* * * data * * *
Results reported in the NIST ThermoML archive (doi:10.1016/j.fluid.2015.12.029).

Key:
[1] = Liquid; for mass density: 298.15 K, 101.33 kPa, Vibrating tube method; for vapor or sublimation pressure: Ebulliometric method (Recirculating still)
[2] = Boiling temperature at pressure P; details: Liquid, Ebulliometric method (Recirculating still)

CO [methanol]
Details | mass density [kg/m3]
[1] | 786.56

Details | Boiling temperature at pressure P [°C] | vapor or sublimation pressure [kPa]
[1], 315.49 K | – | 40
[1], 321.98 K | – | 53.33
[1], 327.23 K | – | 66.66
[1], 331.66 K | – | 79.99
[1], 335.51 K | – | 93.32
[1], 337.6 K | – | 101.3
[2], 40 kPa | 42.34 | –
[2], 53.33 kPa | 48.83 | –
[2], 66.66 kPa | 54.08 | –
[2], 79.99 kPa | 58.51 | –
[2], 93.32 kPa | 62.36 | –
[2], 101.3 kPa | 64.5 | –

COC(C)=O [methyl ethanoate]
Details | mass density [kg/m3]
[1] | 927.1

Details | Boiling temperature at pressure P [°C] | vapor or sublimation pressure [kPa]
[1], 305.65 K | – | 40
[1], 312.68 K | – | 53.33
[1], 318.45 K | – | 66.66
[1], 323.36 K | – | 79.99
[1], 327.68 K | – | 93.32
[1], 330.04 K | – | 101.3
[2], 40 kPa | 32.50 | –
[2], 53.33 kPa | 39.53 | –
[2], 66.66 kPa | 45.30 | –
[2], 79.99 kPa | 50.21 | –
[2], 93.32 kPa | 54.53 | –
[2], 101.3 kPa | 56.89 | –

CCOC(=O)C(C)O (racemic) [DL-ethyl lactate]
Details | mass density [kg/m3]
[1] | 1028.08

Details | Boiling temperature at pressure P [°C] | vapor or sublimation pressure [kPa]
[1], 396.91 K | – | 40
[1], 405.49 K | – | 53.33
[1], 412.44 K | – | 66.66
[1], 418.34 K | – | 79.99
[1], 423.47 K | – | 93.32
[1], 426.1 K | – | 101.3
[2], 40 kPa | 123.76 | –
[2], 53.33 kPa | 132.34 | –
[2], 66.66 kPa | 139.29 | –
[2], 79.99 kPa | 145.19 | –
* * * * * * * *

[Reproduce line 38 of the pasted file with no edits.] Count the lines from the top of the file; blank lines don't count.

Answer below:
Details | mass density [kg/m3]